A North Korean soldier defected to the South on Thursday across the heavily-guarded Demilitarized Zone that divides the peninsula, Seoul's defence ministry said, only a month after a comrade did the same under a hail of bullets from his own side.
The “low-ranking” soldier was spotted by South Korean soldiers using surveillance equipment as he crossed the midwestern part of the land border in thick fog and made his way to a guard post, a ministry spokesman said.
No shots were fired at the time, he said, but South Korean troops later fired around 20 rounds from a K-3 machine gun to warn off Northern guards who approached the border apparently looking for the man.
The incident came a month after a rare and dramatic defection by a soldier at Panmunjom, the truce village where opposing forces confront each other across a concrete dividing line.
On that occasion the defector drove to the heavily-guarded border at speed and ran across under a hail of bullets from his own side. He was hit at least four times.
Footage showed the badly injured man being pulled to safety by two South Korean soldiers who crawled to reach him just south of the demarcation line.
He has since been recovering in hospital in the South.
Away from Panmunjom, the rest of the 4-kilometre (2.5-mile) -wide DMZ bristles with barbed wire and is littered with minefields, making any crossing extremely hazardous.
– Uncertain fate -Thursday’s defection was the fourth by a soldier across the DMZ this year.
Two North Korean civilians also defected this week after being found drifting in a rickety engineless boat off South’s eastern coast, Yonhap news agency reported, citing the Unification Ministry, which handles relations with the North.
They were spotted by a South Korean surveillance aircraft and picked up by a nearby navy vessel, it said.
The developments bring this year’s total for the number of people defecting directly to the South to 15, a Joint Chiefs of Staff tally showed — three times as many as in 2016.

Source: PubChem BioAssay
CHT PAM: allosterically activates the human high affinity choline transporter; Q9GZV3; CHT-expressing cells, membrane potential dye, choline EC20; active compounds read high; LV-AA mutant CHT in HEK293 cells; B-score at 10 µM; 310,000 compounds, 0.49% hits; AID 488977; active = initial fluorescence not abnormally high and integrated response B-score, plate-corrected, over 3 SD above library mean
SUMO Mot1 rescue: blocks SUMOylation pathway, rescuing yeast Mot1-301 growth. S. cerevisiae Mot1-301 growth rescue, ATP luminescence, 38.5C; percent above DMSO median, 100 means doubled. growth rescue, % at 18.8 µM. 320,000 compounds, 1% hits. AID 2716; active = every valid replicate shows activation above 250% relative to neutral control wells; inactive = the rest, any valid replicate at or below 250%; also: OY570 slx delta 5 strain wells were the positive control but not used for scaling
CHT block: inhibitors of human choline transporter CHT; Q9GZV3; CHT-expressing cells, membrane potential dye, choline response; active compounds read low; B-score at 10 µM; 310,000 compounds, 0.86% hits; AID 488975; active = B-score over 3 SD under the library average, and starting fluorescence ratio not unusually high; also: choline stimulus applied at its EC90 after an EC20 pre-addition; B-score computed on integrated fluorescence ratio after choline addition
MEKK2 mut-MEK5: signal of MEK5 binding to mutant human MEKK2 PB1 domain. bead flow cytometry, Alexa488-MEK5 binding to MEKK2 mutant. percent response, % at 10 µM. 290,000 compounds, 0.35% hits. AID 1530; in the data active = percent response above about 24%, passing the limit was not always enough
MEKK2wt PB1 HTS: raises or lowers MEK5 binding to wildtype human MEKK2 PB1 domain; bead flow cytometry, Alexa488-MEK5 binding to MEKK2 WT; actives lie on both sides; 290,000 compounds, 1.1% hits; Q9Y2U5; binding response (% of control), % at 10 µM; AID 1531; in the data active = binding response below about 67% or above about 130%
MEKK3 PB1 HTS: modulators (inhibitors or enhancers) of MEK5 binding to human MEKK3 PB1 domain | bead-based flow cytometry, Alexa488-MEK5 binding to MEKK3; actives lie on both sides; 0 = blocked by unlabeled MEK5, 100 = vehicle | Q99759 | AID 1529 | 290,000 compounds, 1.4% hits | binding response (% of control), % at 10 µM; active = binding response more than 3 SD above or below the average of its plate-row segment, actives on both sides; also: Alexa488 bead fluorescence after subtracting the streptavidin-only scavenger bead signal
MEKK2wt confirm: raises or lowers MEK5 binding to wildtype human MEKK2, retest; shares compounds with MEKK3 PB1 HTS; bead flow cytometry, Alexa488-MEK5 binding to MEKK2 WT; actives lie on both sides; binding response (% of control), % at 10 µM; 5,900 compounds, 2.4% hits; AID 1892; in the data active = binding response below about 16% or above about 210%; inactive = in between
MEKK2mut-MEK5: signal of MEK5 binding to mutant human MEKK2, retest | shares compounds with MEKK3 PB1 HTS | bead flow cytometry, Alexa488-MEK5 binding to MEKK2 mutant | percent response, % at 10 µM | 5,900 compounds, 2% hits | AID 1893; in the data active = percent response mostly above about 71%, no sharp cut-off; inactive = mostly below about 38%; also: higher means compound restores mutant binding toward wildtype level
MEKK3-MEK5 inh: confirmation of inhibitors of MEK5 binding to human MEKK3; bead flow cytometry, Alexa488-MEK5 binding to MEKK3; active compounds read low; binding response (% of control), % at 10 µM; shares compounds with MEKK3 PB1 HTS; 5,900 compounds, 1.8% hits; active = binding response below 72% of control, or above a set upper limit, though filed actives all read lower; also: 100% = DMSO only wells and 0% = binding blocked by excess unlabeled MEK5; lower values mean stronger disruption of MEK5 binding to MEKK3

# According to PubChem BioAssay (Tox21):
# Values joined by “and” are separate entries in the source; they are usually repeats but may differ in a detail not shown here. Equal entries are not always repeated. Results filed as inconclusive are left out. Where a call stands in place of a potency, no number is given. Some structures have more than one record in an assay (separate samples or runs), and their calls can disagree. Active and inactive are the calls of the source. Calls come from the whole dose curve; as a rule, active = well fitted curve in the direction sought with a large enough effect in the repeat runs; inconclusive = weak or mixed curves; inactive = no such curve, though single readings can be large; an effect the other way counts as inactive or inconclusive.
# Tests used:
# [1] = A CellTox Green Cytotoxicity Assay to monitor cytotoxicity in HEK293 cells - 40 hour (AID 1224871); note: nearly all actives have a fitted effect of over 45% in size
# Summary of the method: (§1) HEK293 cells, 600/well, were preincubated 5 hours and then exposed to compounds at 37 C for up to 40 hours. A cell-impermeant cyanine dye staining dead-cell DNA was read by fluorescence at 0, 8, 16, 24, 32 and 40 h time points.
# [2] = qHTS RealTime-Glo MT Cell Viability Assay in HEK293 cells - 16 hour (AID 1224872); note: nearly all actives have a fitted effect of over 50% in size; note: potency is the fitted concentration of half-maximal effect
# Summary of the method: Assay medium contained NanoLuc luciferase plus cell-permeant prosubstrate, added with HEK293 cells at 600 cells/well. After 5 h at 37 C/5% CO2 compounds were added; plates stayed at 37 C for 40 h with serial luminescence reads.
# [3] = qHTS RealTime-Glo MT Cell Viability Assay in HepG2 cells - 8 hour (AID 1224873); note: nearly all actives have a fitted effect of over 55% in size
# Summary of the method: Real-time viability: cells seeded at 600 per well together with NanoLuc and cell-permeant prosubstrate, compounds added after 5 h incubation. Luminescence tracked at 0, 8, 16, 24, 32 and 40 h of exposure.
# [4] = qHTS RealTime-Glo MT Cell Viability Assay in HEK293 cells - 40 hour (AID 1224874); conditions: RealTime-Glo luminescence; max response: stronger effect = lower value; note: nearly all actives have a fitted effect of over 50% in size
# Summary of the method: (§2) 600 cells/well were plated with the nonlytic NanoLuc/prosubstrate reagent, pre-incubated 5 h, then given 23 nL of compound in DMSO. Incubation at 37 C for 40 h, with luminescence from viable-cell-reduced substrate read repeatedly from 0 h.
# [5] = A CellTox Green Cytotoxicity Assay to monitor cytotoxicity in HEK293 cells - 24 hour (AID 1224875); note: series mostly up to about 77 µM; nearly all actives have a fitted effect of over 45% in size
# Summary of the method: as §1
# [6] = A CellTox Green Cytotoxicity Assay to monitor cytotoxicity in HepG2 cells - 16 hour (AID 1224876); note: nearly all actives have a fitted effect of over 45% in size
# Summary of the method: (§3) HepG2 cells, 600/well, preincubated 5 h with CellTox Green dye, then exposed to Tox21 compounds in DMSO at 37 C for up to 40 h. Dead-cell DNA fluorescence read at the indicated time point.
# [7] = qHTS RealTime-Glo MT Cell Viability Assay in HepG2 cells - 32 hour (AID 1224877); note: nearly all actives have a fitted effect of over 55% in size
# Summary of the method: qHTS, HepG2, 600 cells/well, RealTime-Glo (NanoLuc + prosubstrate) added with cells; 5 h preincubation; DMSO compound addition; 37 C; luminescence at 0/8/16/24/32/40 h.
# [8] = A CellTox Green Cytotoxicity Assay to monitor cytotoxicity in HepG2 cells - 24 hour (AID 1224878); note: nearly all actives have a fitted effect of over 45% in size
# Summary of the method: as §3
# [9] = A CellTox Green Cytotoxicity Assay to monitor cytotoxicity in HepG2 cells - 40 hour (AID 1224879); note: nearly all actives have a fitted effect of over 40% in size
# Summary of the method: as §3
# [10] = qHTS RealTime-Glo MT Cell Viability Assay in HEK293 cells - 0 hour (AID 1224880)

Around 30,000 North Koreans have fled repression and poverty in their homeland to reach the South over the decades since the end of the 1950-53 Korean War, with 1,418 doing so last year according to Unification Ministry data.
The vast majority go first to China, with which the North shares a long border, and where they face the risk of being repatriated to an uncertain fate if caught. They travel on to the South later, often via another country.
In November’s Panmunjom incident, footage showed a North Korean guard briefly crossing the border in hot pursuit before retreating.
The US-led United Nations Command said the North’s forces had violated the 1953 ceasefire that ended Korean War hostilities both by physically crossing the line and firing weapons over it.
The North Korean soldier, 24-year-old Oh Chong-Song, underwent multiple operations for his gunshot wounds at Ajou University Hospital in Seoul and was transferred to a military hospital last week, Yonhap said.
He has recovered enough to get to his feet and walk with help, it added, and has written a letter of thanks to the medical staff who treated him.
Oh wants to become a lawyer, said his surgeon Lee Cook-Jong, who gave him a law book.
“He said while in the North, he was unable to study much because of his military duty,” Lee was quoted as saying. “I just hope he will become a good citizen, whatever kind of occupation he chooses.” DM
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